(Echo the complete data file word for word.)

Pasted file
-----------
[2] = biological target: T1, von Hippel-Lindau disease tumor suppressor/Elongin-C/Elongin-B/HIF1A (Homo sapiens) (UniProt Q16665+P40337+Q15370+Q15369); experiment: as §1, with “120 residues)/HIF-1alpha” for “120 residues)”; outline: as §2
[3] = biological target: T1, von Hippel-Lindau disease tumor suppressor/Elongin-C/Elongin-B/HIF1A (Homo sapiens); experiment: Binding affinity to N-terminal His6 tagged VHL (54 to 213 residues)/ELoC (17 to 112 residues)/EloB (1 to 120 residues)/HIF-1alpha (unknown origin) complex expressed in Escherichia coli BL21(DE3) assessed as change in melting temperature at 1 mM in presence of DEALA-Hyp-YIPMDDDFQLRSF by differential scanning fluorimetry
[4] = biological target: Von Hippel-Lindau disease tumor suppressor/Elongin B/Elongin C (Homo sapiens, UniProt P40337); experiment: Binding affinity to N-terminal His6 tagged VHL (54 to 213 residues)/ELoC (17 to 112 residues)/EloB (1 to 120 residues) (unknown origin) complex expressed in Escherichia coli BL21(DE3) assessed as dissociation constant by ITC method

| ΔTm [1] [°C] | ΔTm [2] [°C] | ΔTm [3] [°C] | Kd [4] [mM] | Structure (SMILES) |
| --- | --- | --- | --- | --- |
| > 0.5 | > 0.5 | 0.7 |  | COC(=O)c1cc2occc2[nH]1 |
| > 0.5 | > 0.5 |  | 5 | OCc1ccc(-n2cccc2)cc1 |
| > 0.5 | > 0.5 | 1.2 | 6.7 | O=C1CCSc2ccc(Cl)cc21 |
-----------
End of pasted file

[2] = biological target: T1, von Hippel-Lindau disease tumor suppressor/Elongin-C/Elongin-B/HIF1A (Homo sapiens) (UniProt Q16665+P40337+Q15370+Q15369); experiment: as §1, with “120 residues)/HIF-1alpha” for “120 residues)”; outline: as §2
[3] = biological target: T1, von Hippel-Lindau disease tumor suppressor/Elongin-C/Elongin-B/HIF1A (Homo sapiens); experiment: Binding affinity to N-terminal His6 tagged VHL (54 to 213 residues)/ELoC (17 to 112 residues)/EloB (1 to 120 residues)/HIF-1alpha (unknown origin) complex expressed in Escherichia coli BL21(DE3) assessed as change in melting temperature at 1 mM in presence of DEALA-Hyp-YIPMDDDFQLRSF by differential scanning fluorimetry
[4] = biological target: Von Hippel-Lindau disease tumor suppressor/Elongin B/Elongin C (Homo sapiens, UniProt P40337); experiment: Binding affinity to N-terminal His6 tagged VHL (54 to 213 residues)/ELoC (17 to 112 residues)/EloB (1 to 120 residues) (unknown origin) complex expressed in Escherichia coli BL21(DE3) assessed as dissociation constant by ITC method

| ΔTm [1] [°C] | ΔTm [2] [°C] | ΔTm [3] [°C] | Kd [4] [mM] | Structure (SMILES) |
| --- | --- | --- | --- | --- |
| > 0.5 | > 0.5 | 0.7 |  | COC(=O)c1cc2occc2[nH]1 |
| > 0.5 | > 0.5 |  | 5 | OCc1ccc(-n2cccc2)cc1 |
| > 0.5 | > 0.5 | 1.2 | 6.7 | O=C1CCSc2ccc(Cl)cc21 |